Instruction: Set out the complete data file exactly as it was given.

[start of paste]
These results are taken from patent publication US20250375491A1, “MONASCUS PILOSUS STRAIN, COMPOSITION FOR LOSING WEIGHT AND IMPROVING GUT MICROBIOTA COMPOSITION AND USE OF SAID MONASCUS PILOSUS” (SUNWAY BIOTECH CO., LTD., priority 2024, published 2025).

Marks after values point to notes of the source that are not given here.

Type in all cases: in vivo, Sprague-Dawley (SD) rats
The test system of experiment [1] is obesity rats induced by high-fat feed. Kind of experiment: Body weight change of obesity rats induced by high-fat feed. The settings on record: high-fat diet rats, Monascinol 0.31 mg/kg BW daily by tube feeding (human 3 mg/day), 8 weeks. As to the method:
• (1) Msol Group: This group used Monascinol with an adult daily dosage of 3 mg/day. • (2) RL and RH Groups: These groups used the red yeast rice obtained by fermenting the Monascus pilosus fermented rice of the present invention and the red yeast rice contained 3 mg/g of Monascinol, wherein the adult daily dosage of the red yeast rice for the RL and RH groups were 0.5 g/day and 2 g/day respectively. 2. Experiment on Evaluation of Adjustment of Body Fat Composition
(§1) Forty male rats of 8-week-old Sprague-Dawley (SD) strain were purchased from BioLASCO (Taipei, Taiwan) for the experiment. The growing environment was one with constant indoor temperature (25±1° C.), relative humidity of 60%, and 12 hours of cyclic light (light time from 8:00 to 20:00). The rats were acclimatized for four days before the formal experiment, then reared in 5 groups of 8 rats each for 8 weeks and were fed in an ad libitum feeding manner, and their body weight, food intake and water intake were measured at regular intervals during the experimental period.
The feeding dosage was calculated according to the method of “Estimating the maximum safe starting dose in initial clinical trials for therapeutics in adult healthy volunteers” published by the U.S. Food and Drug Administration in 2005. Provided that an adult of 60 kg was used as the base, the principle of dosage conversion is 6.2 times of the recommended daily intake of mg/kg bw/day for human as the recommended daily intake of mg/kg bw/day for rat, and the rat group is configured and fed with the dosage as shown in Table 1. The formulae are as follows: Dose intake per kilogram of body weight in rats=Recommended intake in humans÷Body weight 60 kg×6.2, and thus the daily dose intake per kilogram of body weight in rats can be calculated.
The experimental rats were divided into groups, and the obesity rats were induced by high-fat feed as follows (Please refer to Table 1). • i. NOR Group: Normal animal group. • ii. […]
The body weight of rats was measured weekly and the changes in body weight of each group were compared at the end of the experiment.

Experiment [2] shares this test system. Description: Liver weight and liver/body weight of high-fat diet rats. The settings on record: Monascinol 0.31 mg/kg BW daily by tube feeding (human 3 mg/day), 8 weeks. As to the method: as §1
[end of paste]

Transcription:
These results are taken from patent publication US20250375491A1, “MONASCUS PILOSUS STRAIN, COMPOSITION FOR LOSING WEIGHT AND IMPROVING GUT MICROBIOTA COMPOSITION AND USE OF SAID MONASCUS PILOSUS” (SUNWAY BIOTECH CO., LTD., priority 2024, published 2025).

Marks after values point to notes of the source that are not given here.

Type in all cases: in vivo, Sprague-Dawley (SD) rats
The test system of experiment [1] is obesity rats induced by high-fat feed. Kind of experiment: Body weight change of obesity rats induced by high-fat feed. The settings on record: high-fat diet rats, Monascinol 0.31 mg/kg BW daily by tube feeding (human 3 mg/day), 8 weeks. As to the method:
• (1) Msol Group: This group used Monascinol with an adult daily dosage of 3 mg/day. • (2) RL and RH Groups: These groups used the red yeast rice obtained by fermenting the Monascus pilosus fermented rice of the present invention and the red yeast rice contained 3 mg/g of Monascinol, wherein the adult daily dosage of the red yeast rice for the RL and RH groups were 0.5 g/day and 2 g/day respectively. 2. Experiment on Evaluation of Adjustment of Body Fat Composition
(§1) Forty male rats of 8-week-old Sprague-Dawley (SD) strain were purchased from BioLASCO (Taipei, Taiwan) for the experiment. The growing environment was one with constant indoor temperature (25±1° C.), relative humidity of 60%, and 12 hours of cyclic light (light time from 8:00 to 20:00). The rats were acclimatized for four days before the formal experiment, then reared in 5 groups of 8 rats each for 8 weeks and were fed in an ad libitum feeding manner, and their body weight, food intake and water intake were measured at regular intervals during the experimental period.
The feeding dosage was calculated according to the method of “Estimating the maximum safe starting dose in initial clinical trials for therapeutics in adult healthy volunteers” published by the U.S. Food and Drug Administration in 2005. Provided that an adult of 60 kg was used as the base, the principle of dosage conversion is 6.2 times of the recommended daily intake of mg/kg bw/day for human as the recommended daily intake of mg/kg bw/day for rat, and the rat group is configured and fed with the dosage as shown in Table 1. The formulae are as follows: Dose intake per kilogram of body weight in rats=Recommended intake in humans÷Body weight 60 kg×6.2, and thus the daily dose intake per kilogram of body weight in rats can be calculated.
The experimental rats were divided into groups, and the obesity rats were induced by high-fat feed as follows (Please refer to Table 1). • i. NOR Group: Normal animal group. • ii. […]
The body weight of rats was measured weekly and the changes in body weight of each group were compared at the end of the experiment.

Experiment [2] shares this test system. Description: Liver weight and liver/body weight of high-fat diet rats. The settings on record: Monascinol 0.31 mg/kg BW daily by tube feeding (human 3 mg/day), 8 weeks. As to the method: as §1